Alberta announces supports for businesses trying to enforce COVID-19 restrictions

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Alberta Premier Jason Kenney and Dr. Deena Hinshaw, the province's chief medical officer of health, are scheduled to hold a COVID-19 news conference at 3:30 p.m. MT. (Jason Franson/The Canadian Press - image credit)
Alberta Premier Jason Kenney and Dr. Deena Hinshaw, the province's chief medical officer of health, are scheduled to hold a COVID-19 news conference at 3:30 p.m. MT. (Jason Franson/The Canadian Press - image credit)

The Alberta government has announced new supports for businesses to help them implement and enforce COVID-19 measures including the province's version of a vaccination passport.

The measures, introduced Thursday by Premier Jason Kenney, include a one-time, $2,000 implementation grant for small- and medium-sized businesses using Alberta's restriction exemption program; a $1-million fund to support training to ensure employee safety; and a doubling of fines, from $2,000 to $4,000, for individuals who mistreat public-facing workers trying to enforce it.

"We've heard instances of individuals who are not in favour of vaccinations, who are not in favour of providing that ID, going in and harassing workers on the front line in small businesses across Alberta," Doug Schweitzer, minister of jobs, economy and innovation, told the news conference.

"That's completely unacceptable. We want to send a strong signal that that type of behaviour will not be tolerated in Alberta. We cannot accept it. It's not a part of our culture. We condemn it."

The restrictions exemption program, launched on Sept. 15, allows businesses to require patrons or clients to show proof of full vaccination or a negative test for COVID-19.

Kenney said that legislation is being developed to protect businesses from legal challenges over the restrictions exemption program or for requiring workers to get vaccinated for COVID-19.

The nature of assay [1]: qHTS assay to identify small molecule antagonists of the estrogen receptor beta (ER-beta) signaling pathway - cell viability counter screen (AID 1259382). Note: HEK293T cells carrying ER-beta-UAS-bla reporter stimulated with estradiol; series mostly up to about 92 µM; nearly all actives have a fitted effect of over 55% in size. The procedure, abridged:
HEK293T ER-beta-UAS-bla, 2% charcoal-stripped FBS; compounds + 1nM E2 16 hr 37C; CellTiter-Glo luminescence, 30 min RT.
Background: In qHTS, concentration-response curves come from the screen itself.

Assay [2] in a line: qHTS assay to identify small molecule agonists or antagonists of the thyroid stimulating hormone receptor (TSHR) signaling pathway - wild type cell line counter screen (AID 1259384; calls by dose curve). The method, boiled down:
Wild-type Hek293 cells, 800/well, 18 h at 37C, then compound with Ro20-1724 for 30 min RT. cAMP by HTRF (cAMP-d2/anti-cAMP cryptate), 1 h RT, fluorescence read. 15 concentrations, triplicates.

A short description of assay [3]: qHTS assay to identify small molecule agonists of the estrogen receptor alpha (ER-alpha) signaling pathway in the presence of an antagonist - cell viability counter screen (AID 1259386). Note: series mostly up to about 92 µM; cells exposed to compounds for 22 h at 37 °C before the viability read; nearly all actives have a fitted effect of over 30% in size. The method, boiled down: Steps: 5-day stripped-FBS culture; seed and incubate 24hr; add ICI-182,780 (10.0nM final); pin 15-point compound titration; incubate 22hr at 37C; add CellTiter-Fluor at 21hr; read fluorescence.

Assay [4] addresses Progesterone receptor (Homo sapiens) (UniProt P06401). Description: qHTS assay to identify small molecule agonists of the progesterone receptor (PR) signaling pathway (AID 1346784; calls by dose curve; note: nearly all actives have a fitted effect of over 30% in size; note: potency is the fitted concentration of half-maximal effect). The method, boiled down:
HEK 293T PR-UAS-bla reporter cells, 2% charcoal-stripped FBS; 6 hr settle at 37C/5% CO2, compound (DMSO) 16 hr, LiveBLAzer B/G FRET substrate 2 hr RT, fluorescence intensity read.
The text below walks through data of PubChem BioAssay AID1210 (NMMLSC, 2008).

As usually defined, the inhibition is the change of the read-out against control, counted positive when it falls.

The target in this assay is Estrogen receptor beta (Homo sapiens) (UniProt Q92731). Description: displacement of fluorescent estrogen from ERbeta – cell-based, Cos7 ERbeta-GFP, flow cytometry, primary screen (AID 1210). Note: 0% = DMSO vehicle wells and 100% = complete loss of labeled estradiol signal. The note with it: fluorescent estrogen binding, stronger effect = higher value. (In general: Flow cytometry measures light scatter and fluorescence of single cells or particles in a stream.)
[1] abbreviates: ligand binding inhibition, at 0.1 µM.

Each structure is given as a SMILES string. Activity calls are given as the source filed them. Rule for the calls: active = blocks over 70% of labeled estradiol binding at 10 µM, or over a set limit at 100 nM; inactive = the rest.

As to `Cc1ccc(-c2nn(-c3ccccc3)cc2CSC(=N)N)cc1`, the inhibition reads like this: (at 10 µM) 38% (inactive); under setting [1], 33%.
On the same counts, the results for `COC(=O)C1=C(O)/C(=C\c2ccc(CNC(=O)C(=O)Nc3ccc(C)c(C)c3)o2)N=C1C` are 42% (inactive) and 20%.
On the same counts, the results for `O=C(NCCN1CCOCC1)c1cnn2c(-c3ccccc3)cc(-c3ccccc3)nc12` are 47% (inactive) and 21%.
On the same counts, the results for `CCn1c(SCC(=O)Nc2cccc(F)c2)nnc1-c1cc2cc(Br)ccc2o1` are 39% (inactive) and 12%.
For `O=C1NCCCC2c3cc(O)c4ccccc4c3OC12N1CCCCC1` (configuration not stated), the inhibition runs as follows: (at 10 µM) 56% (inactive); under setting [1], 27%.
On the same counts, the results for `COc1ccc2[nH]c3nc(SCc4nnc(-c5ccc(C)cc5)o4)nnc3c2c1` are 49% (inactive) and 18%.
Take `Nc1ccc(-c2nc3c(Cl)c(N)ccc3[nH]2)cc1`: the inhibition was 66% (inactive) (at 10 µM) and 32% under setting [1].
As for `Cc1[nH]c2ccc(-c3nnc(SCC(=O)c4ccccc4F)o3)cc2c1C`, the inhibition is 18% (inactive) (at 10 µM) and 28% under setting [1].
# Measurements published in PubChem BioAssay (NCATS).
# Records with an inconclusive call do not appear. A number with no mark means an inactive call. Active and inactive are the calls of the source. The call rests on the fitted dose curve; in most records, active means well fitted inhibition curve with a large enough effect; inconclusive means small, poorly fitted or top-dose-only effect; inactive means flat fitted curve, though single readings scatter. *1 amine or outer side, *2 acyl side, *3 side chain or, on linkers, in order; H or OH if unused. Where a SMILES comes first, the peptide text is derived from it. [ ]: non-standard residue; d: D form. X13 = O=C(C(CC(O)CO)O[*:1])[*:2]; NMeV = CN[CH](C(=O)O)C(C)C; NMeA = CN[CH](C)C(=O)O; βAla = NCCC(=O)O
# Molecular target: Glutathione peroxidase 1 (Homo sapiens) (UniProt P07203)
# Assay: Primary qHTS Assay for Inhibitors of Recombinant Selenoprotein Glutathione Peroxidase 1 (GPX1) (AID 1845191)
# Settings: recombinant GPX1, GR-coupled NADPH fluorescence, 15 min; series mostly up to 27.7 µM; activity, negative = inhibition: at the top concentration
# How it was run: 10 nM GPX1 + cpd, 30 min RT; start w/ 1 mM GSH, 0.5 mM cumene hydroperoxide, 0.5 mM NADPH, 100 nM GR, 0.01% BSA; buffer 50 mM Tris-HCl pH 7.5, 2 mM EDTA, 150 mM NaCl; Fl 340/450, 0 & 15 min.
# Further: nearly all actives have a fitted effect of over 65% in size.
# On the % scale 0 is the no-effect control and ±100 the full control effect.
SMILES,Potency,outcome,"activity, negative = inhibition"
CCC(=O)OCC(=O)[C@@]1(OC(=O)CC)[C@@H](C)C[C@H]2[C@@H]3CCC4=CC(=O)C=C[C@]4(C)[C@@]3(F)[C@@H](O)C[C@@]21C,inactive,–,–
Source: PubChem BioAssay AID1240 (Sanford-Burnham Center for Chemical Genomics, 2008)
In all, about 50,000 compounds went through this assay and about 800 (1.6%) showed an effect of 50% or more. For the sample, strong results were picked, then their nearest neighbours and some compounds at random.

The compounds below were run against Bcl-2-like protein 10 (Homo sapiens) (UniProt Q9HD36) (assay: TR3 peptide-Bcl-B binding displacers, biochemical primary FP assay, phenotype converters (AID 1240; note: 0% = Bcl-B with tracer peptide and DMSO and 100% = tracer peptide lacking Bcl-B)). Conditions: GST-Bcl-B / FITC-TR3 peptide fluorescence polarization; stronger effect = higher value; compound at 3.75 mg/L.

As well, QR codes that have been developed as part of the proof of vaccine documentation should be fully operational next week, he said.

In a statement, Jon Carson, NDP Service Alberta critic, said the business supports should have come much sooner.

1,254 new cases

There were 1,254 new COVID-19 cases reported in the last 24 hours on 15,600 tests for a positivity rate of 8.1 per cent, Dr. Deena Hinshaw, Alberta's chief medical officer of health, told the news conference.

"It is encouraging to see four days of [test-positivity] under 10 per cent, but it is much too early to declare victory," she said.

As of Thursday, 1,094 Albertans being treated for COVID-19 in hospitals, including 248 patients in intensive care units.

Hinshaw announced 13 new deaths from COVID-19. But provincial data shows 2,814 Albertans have died from the illness since the pandemic began, which would be an increase of 10 from Wednesday.

The number of active cases provincewide dropped slightly to 18,411.

Alberta's fourth wave, driven mostly by the delta variant, started in July, with active case counts and hospitalizations rapidly escalating through August and September.

Intensive care units have been overwhelmed, thousands of surgeries have been cancelled and military medical aid has been called in to ease the pressure.

As of Thursday, 52 schools have COVID-19 outbreaks — identified 10 or more cases — while 699 others were on alert status due to clusters of infection.

'Our choices matter'

With Thanksgiving coming up, Hinshaw warned Albertans to keep gatherings "as small as possible" this weekend in order to avoid another surge in cases, which could lead to more strain on the health-care system.

"Our choices matter," Hinshaw said, reiterating a message from earlier this week. "It's critically important that we all make the safest choices this weekend."

Hinshaw urged Albertans to follow public health measures and to gather safely. She suggested to meet virtually, or outdoors if meeting in person.

The provincial government is not considering stricter restrictions at this time, Kenney told reporters, citing dips in daily cases, active cases and ICU admissions.

But if there is a surge after Thanksgiving, the government may consider added measures, he said.

"The second wave of COVID, which put severe pressure on our hospitals last fall, started very clearly around the family table of millions of Alberta households Thanksgiving of last year," he said.

"We are seeing positive signs and positive trends… That is good news, but it is still very early and those gains are very tentative. They could all be lost overnight this weekend, if Albertans do not carefully follow the public health guidelines that we have put in place to protect our health-care system."

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